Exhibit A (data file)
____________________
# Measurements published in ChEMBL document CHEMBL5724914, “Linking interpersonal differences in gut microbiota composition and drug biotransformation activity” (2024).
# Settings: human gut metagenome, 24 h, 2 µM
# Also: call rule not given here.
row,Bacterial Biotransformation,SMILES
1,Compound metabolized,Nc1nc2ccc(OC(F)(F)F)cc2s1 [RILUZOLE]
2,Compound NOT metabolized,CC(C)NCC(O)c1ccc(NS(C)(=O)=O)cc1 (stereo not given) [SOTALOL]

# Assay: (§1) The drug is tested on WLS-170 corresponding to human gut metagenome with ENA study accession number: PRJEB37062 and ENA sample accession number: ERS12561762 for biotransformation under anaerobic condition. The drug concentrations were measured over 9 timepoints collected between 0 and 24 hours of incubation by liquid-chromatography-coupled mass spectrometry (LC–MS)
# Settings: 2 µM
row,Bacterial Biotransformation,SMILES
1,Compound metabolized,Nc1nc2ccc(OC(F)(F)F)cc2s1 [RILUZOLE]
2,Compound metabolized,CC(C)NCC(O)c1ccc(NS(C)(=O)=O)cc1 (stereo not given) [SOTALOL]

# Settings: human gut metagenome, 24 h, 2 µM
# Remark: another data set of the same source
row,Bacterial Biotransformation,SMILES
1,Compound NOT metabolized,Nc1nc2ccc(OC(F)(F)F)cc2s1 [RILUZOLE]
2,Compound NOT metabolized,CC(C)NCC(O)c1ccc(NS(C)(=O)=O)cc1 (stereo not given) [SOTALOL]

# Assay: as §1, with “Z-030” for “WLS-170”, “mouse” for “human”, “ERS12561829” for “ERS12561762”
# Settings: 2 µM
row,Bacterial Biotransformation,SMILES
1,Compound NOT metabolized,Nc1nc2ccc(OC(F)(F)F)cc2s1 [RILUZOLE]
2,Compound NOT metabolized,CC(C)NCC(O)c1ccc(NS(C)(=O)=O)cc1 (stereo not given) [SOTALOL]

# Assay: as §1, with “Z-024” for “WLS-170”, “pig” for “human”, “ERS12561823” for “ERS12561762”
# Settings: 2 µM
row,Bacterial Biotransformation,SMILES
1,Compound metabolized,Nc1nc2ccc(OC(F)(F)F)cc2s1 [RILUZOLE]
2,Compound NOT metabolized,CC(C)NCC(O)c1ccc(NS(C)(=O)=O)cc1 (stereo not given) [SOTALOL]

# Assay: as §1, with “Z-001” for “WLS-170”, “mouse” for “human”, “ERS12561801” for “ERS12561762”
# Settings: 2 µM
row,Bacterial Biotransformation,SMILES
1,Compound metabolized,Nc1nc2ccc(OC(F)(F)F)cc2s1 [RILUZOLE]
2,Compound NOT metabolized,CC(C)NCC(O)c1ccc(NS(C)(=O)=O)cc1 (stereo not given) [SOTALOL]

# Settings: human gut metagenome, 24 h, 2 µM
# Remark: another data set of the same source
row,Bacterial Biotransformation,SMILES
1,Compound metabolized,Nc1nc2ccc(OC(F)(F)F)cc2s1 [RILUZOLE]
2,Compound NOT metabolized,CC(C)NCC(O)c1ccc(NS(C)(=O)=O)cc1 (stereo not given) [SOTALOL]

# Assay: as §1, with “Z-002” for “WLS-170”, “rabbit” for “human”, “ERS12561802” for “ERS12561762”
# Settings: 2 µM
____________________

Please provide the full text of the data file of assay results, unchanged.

# Measurements published in ChEMBL document CHEMBL5724914, “Linking interpersonal differences in gut microbiota composition and drug biotransformation activity” (2024).
# Settings: human gut metagenome, 24 h, 2 µM
# Also: call rule not given here.
row,Bacterial Biotransformation,SMILES
1,Compound metabolized,Nc1nc2ccc(OC(F)(F)F)cc2s1 [RILUZOLE]
2,Compound NOT metabolized,CC(C)NCC(O)c1ccc(NS(C)(=O)=O)cc1 (stereo not given) [SOTALOL]

# Assay: (§1) The drug is tested on WLS-170 corresponding to human gut metagenome with ENA study accession number: PRJEB37062 and ENA sample accession number: ERS12561762 for biotransformation under anaerobic condition. The drug concentrations were measured over 9 timepoints collected between 0 and 24 hours of incubation by liquid-chromatography-coupled mass spectrometry (LC–MS)
# Settings: 2 µM
row,Bacterial Biotransformation,SMILES
1,Compound metabolized,Nc1nc2ccc(OC(F)(F)F)cc2s1 [RILUZOLE]
2,Compound metabolized,CC(C)NCC(O)c1ccc(NS(C)(=O)=O)cc1 (stereo not given) [SOTALOL]

# Settings: human gut metagenome, 24 h, 2 µM
# Remark: another data set of the same source
row,Bacterial Biotransformation,SMILES
1,Compound NOT metabolized,Nc1nc2ccc(OC(F)(F)F)cc2s1 [RILUZOLE]
2,Compound NOT metabolized,CC(C)NCC(O)c1ccc(NS(C)(=O)=O)cc1 (stereo not given) [SOTALOL]

# Assay: as §1, with “Z-030” for “WLS-170”, “mouse” for “human”, “ERS12561829” for “ERS12561762”
# Settings: 2 µM
row,Bacterial Biotransformation,SMILES
1,Compound NOT metabolized,Nc1nc2ccc(OC(F)(F)F)cc2s1 [RILUZOLE]
2,Compound NOT metabolized,CC(C)NCC(O)c1ccc(NS(C)(=O)=O)cc1 (stereo not given) [SOTALOL]

# Assay: as §1, with “Z-024” for “WLS-170”, “pig” for “human”, “ERS12561823” for “ERS12561762”
# Settings: 2 µM
row,Bacterial Biotransformation,SMILES
1,Compound metabolized,Nc1nc2ccc(OC(F)(F)F)cc2s1 [RILUZOLE]
2,Compound NOT metabolized,CC(C)NCC(O)c1ccc(NS(C)(=O)=O)cc1 (stereo not given) [SOTALOL]

# Assay: as §1, with “Z-001” for “WLS-170”, “mouse” for “human”, “ERS12561801” for “ERS12561762”
# Settings: 2 µM
row,Bacterial Biotransformation,SMILES
1,Compound metabolized,Nc1nc2ccc(OC(F)(F)F)cc2s1 [RILUZOLE]
2,Compound NOT metabolized,CC(C)NCC(O)c1ccc(NS(C)(=O)=O)cc1 (stereo not given) [SOTALOL]

# Settings: human gut metagenome, 24 h, 2 µM
# Remark: another data set of the same source
row,Bacterial Biotransformation,SMILES
1,Compound metabolized,Nc1nc2ccc(OC(F)(F)F)cc2s1 [RILUZOLE]
2,Compound NOT metabolized,CC(C)NCC(O)c1ccc(NS(C)(=O)=O)cc1 (stereo not given) [SOTALOL]

# Assay: as §1, with “Z-002” for “WLS-170”, “rabbit” for “human”, “ERS12561802” for “ERS12561762”
# Settings: 2 µM